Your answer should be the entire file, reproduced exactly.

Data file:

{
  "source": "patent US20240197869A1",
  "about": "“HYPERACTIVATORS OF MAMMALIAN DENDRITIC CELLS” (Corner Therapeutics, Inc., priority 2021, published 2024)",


{
  "source": "patent US20240197869A1",
  "about": "“HYPERACTIVATORS OF MAMMALIAN DENDRITIC CELLS” (Corner Therapeutics, Inc., priority 2021, published 2024)",